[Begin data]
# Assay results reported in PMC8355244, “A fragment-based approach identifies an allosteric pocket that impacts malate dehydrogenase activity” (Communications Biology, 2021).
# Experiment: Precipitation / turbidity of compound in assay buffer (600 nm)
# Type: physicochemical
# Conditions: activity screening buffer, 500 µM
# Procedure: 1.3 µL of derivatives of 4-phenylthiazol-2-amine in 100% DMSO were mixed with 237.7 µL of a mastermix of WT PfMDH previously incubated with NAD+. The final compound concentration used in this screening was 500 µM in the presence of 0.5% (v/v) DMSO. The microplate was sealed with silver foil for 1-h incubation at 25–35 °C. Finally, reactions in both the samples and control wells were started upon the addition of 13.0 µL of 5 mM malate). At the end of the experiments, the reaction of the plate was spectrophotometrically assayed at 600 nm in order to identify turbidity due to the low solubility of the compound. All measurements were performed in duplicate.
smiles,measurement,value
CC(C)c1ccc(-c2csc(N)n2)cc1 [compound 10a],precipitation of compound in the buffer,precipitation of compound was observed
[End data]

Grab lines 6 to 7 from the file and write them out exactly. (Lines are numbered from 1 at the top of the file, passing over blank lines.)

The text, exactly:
smiles,measurement,value
CC(C)c1ccc(-c2csc(N)n2)cc1 [compound 10a],precipitation of compound in the buffer,precipitation of compound was observed